I WONDER how people with color-vision deficiency go through the rest of their lives not knowing the true shades and colors of things. As a child, I remember being fascinated by the colors and shapes constantly revolving around a mobile hung on my crib. I remember my crib clearly. The headboard was made of wood, it was white, and the bars were painted blue. I was wrapped with a red blanket with yellow flowers printed all over. I had a large brown teddy bear with a sparkling red ribbon around its neck, and I have loved colorful and artful things since a child. I could have been different without the colors I saw around me as a child.

We can see colors because our eyes detect light. As the light enters the retina, the neural impulses interpret it to colors and dimensions that create a visual image of the object. Our eyes provide us with visions. We can encounter both the beautiful and the ugly because we can see. To any art enthusiast, the eye and the colors it unfolds, is the most important of the five senses.

Which makes me wonder if one who has color-vision deficiency can be an art professor and an artist. Color-vision deficiency or colorblindness is an illness where the colors red and green are mixed up. It is an illness that so far has no cure. A person suffering from this will have disoriented images for their whole life, making a career on arts most unlikely.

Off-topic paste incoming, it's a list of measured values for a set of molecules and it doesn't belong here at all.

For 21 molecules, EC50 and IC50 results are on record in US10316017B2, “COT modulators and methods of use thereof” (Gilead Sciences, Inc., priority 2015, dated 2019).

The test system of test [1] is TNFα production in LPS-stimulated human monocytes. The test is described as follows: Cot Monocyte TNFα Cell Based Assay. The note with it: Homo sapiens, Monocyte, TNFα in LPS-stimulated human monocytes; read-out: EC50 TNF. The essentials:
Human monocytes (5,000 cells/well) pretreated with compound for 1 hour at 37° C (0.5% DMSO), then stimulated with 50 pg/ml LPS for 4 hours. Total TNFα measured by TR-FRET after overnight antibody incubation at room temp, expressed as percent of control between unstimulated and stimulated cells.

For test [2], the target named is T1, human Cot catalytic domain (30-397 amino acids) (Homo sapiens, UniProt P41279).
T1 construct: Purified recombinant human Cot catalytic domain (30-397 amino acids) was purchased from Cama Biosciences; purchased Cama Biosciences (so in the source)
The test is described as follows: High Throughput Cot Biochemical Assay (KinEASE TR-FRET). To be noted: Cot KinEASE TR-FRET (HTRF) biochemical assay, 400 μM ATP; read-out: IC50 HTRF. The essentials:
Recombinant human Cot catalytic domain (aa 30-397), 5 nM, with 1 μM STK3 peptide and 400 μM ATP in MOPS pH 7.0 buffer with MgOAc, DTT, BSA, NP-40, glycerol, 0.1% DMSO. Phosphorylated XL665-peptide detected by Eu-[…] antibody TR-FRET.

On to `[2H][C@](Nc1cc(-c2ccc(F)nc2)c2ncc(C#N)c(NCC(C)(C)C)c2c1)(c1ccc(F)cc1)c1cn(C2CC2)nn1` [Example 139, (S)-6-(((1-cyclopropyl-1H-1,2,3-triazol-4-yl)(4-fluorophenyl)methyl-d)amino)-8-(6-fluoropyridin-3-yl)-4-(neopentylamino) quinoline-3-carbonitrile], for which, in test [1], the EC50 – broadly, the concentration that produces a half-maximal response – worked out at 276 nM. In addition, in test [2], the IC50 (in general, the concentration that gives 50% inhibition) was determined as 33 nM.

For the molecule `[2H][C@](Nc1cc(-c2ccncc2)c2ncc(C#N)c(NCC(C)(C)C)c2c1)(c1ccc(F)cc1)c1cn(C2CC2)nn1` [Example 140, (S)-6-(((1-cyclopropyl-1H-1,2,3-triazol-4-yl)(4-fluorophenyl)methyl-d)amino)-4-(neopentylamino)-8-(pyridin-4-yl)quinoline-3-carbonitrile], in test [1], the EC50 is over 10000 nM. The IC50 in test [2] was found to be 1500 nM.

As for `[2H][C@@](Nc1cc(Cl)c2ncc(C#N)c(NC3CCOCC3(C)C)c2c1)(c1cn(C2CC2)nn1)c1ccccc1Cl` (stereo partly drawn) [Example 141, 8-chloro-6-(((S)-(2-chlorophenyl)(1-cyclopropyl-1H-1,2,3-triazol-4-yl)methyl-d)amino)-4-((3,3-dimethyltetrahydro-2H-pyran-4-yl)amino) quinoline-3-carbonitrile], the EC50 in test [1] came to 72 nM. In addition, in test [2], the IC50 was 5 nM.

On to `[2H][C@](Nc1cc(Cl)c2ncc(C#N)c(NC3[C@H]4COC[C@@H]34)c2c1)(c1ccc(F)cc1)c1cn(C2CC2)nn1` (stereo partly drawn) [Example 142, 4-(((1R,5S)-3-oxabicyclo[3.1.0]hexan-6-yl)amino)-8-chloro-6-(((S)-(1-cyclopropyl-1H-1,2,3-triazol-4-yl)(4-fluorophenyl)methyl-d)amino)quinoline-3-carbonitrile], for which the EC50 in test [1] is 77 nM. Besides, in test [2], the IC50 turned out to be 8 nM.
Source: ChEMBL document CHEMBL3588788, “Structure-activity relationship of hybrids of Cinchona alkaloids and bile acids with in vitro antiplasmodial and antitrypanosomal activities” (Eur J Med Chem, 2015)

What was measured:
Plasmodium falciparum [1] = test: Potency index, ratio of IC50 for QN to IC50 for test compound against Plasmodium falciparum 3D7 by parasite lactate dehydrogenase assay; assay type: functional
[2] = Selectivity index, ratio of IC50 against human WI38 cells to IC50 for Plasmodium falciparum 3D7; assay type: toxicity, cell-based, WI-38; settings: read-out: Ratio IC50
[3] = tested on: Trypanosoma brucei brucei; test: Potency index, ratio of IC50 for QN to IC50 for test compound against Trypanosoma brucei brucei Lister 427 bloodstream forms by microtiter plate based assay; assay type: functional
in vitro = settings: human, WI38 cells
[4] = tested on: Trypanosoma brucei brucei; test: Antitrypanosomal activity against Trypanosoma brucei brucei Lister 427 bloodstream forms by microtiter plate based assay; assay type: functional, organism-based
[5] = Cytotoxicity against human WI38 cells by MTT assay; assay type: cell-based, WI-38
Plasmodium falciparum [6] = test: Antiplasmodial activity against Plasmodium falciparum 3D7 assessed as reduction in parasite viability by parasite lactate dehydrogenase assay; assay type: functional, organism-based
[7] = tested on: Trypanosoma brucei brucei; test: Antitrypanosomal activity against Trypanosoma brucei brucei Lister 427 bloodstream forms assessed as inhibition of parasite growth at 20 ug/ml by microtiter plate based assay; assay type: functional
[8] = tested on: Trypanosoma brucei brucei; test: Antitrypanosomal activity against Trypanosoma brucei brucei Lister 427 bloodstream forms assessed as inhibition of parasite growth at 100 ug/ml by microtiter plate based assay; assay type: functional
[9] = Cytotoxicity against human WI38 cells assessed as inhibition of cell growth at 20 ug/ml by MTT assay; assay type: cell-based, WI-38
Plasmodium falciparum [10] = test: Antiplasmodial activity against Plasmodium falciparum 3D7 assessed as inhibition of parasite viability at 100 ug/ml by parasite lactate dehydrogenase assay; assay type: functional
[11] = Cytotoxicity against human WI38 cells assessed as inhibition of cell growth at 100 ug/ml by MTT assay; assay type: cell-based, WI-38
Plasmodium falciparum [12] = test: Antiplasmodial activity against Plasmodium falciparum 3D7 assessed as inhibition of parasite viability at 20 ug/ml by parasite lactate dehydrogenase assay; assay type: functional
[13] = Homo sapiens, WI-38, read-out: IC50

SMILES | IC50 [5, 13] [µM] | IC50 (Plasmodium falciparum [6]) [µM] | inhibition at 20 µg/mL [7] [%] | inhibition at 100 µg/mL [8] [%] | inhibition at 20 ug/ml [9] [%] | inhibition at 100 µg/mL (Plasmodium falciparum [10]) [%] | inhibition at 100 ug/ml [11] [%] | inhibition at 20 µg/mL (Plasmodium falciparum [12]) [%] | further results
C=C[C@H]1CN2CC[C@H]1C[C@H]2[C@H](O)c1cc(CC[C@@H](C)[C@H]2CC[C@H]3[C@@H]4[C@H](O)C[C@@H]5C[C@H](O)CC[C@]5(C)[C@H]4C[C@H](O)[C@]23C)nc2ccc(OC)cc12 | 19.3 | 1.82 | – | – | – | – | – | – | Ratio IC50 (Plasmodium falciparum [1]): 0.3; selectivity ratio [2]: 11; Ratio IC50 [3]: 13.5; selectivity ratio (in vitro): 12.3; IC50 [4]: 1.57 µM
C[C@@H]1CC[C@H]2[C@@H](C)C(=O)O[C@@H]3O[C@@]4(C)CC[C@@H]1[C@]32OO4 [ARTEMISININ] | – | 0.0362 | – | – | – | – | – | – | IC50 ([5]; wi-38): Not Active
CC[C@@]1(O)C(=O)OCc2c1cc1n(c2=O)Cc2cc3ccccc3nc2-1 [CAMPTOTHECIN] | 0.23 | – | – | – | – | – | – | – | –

I had a professor who seemed to know everything when it came to the arts. A fine arts professor who has a master’s degree, he must have had taken subjects like art appreciation, principles of art, color theories and the psychological behavior of people responding to colors. Imagine how many forms, colors and styles he must have known.

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This professor of mine creates artworks that are impressive. Seeing his obra, I thought I had a long way to go to be able to reach his pedestal. I had so much to learn.

Little did I knowmy teacher he suffers from color-vision deficiency.

How does an artist with this kind of visual flaw create great masterpieces? I asked. Maybe, his color-blindness is more like a gift than an illness. His ability to surpass his seeming disability only makes him more great.

I wonder what he sees in his dreams. I wonder what his fantasies play. I wonder if he thinks of what the world really looks like. Surely I want to experience being in his shoes for even a day just to know how he sees things. Would I rather be color-blind so I could be as creative as my professor?

Maybe I would. What I’m sure is that being a great artist, and being where this professor is right now, is not affected by his gift that others call illness. It’s just that he sees things in a different light, and he lives in a world with colors only he could see and know but which other people could only marvel at.

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